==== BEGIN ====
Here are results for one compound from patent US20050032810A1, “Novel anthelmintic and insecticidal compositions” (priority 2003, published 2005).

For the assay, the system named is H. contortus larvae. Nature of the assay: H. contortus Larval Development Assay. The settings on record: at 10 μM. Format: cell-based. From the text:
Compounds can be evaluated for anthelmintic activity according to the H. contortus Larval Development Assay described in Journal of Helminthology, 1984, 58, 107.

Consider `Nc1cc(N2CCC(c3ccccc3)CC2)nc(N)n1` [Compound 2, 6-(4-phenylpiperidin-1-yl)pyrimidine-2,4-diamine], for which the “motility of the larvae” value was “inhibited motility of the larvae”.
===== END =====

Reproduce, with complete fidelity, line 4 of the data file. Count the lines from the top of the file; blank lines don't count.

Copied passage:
Consider `Nc1cc(N2CCC(c3ccccc3)CC2)nc(N)n1` [Compound 2, 6-(4-phenylpiperidin-1-yl)pyrimidine-2,4-diamine], for which the “motility of the larvae” value was “inhibited motility of the larvae”.